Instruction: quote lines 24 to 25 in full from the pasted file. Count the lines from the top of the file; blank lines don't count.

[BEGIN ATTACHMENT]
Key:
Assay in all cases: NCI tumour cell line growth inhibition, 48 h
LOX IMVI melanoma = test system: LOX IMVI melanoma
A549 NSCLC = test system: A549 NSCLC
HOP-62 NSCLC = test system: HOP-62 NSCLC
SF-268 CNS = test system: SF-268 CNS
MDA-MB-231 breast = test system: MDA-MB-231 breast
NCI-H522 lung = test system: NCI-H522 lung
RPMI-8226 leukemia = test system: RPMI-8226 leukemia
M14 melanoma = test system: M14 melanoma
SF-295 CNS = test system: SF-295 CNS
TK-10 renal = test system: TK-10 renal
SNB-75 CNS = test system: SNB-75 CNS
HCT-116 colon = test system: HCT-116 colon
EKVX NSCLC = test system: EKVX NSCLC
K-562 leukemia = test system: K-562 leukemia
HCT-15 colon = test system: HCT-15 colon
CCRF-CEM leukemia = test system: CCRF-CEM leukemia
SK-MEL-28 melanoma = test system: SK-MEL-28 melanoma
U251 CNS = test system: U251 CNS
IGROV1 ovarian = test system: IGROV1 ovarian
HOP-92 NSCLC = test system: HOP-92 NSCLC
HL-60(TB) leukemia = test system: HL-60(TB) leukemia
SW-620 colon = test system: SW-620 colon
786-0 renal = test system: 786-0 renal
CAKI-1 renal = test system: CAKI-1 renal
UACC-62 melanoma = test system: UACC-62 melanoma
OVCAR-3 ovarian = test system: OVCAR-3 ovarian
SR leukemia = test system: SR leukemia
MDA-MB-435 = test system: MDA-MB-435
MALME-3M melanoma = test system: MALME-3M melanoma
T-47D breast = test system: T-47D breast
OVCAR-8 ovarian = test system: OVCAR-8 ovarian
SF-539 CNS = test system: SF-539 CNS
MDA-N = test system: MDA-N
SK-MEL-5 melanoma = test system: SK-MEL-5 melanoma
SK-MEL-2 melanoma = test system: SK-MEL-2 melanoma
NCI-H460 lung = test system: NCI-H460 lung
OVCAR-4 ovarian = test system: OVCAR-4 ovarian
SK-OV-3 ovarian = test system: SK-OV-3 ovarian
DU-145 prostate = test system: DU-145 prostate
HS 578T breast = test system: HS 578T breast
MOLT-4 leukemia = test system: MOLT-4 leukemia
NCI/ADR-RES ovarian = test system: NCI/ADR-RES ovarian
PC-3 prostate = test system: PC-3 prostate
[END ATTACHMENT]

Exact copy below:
SW-620 colon = test system: SW-620 colon
786-0 renal = test system: 786-0 renal